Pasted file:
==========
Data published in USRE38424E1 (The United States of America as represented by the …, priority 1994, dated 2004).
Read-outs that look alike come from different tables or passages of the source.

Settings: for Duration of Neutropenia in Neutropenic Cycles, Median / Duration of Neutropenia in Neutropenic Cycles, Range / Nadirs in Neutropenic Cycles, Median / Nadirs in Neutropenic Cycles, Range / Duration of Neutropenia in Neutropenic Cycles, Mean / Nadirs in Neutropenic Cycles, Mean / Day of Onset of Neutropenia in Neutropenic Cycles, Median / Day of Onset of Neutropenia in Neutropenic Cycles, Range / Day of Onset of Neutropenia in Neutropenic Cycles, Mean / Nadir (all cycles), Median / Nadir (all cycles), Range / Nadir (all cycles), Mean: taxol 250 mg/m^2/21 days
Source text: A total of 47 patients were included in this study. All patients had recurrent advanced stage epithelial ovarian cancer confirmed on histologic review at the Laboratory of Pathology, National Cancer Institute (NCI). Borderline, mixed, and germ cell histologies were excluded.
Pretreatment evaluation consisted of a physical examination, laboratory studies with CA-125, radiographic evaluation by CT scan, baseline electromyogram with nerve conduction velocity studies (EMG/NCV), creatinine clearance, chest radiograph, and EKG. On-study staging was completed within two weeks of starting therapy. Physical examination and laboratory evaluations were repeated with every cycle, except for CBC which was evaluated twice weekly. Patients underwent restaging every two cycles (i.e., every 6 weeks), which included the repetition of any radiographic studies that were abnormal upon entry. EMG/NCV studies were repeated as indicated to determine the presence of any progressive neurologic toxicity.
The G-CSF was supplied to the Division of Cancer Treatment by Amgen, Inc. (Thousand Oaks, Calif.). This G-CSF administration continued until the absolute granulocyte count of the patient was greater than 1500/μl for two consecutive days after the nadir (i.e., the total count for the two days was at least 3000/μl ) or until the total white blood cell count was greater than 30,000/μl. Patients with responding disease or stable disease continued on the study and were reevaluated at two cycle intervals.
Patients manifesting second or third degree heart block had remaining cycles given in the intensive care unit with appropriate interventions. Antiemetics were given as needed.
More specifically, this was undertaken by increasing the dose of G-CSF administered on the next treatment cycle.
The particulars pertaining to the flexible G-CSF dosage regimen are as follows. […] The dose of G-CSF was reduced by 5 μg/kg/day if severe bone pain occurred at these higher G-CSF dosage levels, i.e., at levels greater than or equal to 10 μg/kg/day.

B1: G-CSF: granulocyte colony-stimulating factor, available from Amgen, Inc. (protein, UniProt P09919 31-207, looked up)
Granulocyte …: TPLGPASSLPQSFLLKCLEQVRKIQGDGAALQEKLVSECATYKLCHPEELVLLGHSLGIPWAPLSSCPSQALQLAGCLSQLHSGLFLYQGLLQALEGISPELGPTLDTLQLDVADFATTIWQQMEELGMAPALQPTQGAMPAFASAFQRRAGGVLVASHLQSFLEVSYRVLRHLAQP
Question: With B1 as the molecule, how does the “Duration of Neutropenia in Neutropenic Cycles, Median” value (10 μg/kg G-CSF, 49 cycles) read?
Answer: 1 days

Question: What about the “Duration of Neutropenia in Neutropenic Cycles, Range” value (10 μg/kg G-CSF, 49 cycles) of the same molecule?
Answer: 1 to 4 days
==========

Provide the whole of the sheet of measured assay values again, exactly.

Data published in USRE38424E1 (The United States of America as represented by the …, priority 1994, dated 2004).
Read-outs that look alike come from different tables or passages of the source.

Settings: for Duration of Neutropenia in Neutropenic Cycles, Median / Duration of Neutropenia in Neutropenic Cycles, Range / Nadirs in Neutropenic Cycles, Median / Nadirs in Neutropenic Cycles, Range / Duration of Neutropenia in Neutropenic Cycles, Mean / Nadirs in Neutropenic Cycles, Mean / Day of Onset of Neutropenia in Neutropenic Cycles, Median / Day of Onset of Neutropenia in Neutropenic Cycles, Range / Day of Onset of Neutropenia in Neutropenic Cycles, Mean / Nadir (all cycles), Median / Nadir (all cycles), Range / Nadir (all cycles), Mean: taxol 250 mg/m^2/21 days
Source text: A total of 47 patients were included in this study. All patients had recurrent advanced stage epithelial ovarian cancer confirmed on histologic review at the Laboratory of Pathology, National Cancer Institute (NCI). Borderline, mixed, and germ cell histologies were excluded.
Pretreatment evaluation consisted of a physical examination, laboratory studies with CA-125, radiographic evaluation by CT scan, baseline electromyogram with nerve conduction velocity studies (EMG/NCV), creatinine clearance, chest radiograph, and EKG. On-study staging was completed within two weeks of starting therapy. Physical examination and laboratory evaluations were repeated with every cycle, except for CBC which was evaluated twice weekly. Patients underwent restaging every two cycles (i.e., every 6 weeks), which included the repetition of any radiographic studies that were abnormal upon entry. EMG/NCV studies were repeated as indicated to determine the presence of any progressive neurologic toxicity.
The G-CSF was supplied to the Division of Cancer Treatment by Amgen, Inc. (Thousand Oaks, Calif.). This G-CSF administration continued until the absolute granulocyte count of the patient was greater than 1500/μl for two consecutive days after the nadir (i.e., the total count for the two days was at least 3000/μl ) or until the total white blood cell count was greater than 30,000/μl. Patients with responding disease or stable disease continued on the study and were reevaluated at two cycle intervals.
Patients manifesting second or third degree heart block had remaining cycles given in the intensive care unit with appropriate interventions. Antiemetics were given as needed.
More specifically, this was undertaken by increasing the dose of G-CSF administered on the next treatment cycle.
The particulars pertaining to the flexible G-CSF dosage regimen are as follows. […] The dose of G-CSF was reduced by 5 μg/kg/day if severe bone pain occurred at these higher G-CSF dosage levels, i.e., at levels greater than or equal to 10 μg/kg/day.

B1: G-CSF: granulocyte colony-stimulating factor, available from Amgen, Inc. (protein, UniProt P09919 31-207, looked up)
Granulocyte …: TPLGPASSLPQSFLLKCLEQVRKIQGDGAALQEKLVSECATYKLCHPEELVLLGHSLGIPWAPLSSCPSQALQLAGCLSQLHSGLFLYQGLLQALEGISPELGPTLDTLQLDVADFATTIWQQMEELGMAPALQPTQGAMPAFASAFQRRAGGVLVASHLQSFLEVSYRVLRHLAQP
Question: With B1 as the molecule, how does the “Duration of Neutropenia in Neutropenic Cycles, Median” value (10 μg/kg G-CSF, 49 cycles) read?
Answer: 1 days

Question: What about the “Duration of Neutropenia in Neutropenic Cycles, Range” value (10 μg/kg G-CSF, 49 cycles) of the same molecule?
Answer: 1 to 4 days